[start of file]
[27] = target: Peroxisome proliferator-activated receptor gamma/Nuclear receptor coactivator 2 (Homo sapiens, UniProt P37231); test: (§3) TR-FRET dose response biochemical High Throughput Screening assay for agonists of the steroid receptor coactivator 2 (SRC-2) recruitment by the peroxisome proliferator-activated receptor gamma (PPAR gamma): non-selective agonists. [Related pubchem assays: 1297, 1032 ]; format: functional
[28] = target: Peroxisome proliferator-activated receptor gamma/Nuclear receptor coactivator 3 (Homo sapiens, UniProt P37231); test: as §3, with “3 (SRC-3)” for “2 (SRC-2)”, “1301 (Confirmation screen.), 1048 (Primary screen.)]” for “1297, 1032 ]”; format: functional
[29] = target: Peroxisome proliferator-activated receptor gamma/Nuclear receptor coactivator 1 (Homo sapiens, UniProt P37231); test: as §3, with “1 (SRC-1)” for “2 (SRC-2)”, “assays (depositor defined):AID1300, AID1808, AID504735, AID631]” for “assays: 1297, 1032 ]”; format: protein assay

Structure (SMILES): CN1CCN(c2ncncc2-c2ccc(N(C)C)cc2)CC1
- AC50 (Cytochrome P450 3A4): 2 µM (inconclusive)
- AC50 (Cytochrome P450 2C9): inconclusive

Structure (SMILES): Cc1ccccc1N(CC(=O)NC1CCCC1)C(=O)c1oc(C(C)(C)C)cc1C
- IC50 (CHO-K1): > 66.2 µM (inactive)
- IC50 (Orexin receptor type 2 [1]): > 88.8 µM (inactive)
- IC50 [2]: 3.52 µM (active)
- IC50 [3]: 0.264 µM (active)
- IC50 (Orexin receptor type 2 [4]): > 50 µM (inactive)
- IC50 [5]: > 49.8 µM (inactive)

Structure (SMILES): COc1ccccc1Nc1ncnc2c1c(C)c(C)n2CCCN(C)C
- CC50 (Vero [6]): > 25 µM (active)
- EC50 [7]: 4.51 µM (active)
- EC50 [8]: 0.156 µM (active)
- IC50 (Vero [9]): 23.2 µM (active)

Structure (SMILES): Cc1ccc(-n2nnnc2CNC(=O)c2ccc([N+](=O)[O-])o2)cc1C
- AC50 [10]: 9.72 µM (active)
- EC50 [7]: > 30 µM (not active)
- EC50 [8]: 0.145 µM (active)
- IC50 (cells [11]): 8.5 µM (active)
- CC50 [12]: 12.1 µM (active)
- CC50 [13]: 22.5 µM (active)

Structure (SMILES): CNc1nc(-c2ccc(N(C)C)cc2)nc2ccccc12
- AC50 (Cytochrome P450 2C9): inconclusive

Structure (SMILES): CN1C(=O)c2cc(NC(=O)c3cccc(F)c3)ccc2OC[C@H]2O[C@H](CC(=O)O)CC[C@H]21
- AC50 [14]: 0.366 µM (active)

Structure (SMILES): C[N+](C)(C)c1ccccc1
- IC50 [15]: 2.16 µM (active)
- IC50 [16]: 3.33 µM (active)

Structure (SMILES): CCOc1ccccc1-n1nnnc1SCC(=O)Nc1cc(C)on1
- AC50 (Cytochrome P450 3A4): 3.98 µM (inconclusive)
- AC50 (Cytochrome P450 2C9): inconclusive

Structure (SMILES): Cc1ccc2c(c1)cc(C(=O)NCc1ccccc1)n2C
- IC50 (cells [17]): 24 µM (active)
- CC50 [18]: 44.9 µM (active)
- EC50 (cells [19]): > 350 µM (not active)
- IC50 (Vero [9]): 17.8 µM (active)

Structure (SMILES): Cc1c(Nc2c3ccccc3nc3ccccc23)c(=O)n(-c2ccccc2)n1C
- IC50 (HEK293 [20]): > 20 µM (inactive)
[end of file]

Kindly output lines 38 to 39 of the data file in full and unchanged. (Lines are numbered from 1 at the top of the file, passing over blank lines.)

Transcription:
- CC50 [18]: 44.9 µM (active)
- EC50 (cells [19]): > 350 µM (not active)